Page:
Andrew Miller—Miller has been a bust so far in his career, but he is showing signs of potential with Boston.

    However, Miller has not pitched past six innings of baseball all year long. Throw in the fact that he shows an inability to strikeout batters and he would be a shaky option for the Sox.

    Miller has walked the exact same amount of batters as he has struck out at 25, which will be a concern as far as giving up easy runs.

    Look for Miller to provide some bullpen help.

    Tim Wakefield—Being one of the most serviceable starters in Red Sox history, Wakefield could receive the nod to pitch a pivotal game.

    Statistically he is terrible, having only seven quality starts out of 24 appearances. After turning 45 this week, Wakefield could be a valuable reliever, bringing his knuckleball out of the bullpen for a change of pace.

    John Lackey—What can I say about Lackey to sum up his tenure in Boston? I think the correct term would be failure.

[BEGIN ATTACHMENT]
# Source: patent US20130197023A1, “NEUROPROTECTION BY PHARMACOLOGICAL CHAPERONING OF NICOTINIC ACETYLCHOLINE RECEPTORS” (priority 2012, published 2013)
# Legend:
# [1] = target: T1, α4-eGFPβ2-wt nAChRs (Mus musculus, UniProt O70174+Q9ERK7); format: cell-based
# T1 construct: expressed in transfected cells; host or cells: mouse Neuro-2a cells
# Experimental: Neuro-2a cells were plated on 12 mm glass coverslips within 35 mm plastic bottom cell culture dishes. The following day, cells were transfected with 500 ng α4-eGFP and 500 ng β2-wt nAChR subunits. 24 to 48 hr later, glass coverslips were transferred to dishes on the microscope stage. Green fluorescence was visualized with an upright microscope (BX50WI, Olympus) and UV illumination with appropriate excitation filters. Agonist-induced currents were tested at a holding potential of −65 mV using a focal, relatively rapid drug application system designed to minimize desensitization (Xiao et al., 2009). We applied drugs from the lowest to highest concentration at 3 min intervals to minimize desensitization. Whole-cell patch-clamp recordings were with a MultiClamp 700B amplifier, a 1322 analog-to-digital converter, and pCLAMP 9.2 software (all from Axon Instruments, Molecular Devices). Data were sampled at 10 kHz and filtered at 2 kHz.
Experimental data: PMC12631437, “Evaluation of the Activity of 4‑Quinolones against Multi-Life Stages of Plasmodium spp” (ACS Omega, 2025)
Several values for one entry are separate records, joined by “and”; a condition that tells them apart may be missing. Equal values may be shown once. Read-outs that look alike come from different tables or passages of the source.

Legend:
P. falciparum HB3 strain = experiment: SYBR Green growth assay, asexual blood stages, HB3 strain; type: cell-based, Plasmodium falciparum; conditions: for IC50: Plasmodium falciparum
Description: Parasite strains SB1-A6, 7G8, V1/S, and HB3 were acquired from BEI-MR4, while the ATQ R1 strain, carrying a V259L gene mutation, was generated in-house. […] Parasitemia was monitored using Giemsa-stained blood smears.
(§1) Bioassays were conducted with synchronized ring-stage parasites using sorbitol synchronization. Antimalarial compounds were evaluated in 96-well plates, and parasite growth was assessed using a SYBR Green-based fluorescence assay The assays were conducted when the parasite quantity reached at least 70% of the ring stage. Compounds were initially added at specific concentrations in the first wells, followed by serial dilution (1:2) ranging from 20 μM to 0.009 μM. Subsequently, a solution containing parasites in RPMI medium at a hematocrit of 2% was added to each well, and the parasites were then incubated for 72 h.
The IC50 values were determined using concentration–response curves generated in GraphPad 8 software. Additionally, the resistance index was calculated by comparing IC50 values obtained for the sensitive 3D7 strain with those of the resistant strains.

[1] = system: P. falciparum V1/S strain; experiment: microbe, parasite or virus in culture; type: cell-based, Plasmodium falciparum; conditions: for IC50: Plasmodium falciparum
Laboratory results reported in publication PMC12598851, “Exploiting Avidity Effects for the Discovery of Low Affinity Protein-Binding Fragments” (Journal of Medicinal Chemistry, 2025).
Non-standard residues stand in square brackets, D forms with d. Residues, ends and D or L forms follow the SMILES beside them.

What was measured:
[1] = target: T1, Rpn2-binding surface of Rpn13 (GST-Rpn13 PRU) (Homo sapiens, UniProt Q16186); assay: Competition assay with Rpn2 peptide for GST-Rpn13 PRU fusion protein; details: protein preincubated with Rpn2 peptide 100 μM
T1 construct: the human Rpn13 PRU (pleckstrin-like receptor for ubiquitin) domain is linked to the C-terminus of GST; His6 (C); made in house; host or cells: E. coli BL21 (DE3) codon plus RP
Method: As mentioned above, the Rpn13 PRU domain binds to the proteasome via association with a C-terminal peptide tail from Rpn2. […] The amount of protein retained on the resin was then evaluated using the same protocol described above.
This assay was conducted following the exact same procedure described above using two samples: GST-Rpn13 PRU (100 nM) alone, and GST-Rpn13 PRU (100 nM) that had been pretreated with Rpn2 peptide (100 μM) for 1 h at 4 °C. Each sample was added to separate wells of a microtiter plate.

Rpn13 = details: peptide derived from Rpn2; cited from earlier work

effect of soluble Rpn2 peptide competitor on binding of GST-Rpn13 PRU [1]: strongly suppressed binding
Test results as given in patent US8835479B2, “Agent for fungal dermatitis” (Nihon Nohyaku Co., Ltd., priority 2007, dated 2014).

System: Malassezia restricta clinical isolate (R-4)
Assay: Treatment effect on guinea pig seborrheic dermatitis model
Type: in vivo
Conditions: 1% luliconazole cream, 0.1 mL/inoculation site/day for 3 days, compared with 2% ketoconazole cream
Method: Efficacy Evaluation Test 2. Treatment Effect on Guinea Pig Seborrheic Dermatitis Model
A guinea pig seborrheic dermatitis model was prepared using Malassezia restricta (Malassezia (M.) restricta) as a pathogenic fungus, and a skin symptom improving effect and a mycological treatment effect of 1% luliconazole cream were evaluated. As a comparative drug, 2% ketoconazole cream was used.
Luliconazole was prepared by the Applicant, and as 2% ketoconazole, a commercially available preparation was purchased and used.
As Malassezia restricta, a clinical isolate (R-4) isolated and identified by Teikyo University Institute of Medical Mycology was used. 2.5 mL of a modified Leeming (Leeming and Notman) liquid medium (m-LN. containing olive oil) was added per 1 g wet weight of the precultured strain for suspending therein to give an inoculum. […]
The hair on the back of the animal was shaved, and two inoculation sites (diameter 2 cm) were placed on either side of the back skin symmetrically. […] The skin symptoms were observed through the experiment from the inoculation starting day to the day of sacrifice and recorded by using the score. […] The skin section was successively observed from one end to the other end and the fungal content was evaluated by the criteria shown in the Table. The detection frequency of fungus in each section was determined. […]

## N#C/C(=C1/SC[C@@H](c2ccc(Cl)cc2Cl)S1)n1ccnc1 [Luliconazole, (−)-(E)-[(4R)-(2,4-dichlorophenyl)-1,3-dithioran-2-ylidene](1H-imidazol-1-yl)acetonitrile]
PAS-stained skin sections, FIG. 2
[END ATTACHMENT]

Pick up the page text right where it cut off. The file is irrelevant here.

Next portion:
He was a questionable signing in the first place, but game by game he continues to be a liability to the team's success.

    Posting an ERA above 6.00 should be a major sign of concern, but if they want to get their money's worth from the overpaid Lackey, they may let him toe the rubber in Game 3.

    Erik Bedard—Boston traded for Bedard in hopes that he can fill this role. If he can get comfortable in a Sox uniform he will be the odds-on favorite.

    Bedard's 4-7 record in Seattle is deceiving, considering he was surrounded by one of the worst offenses in the MLB. With Boston's sluggers backing him up, Erik Bedard can easily turn his luck around.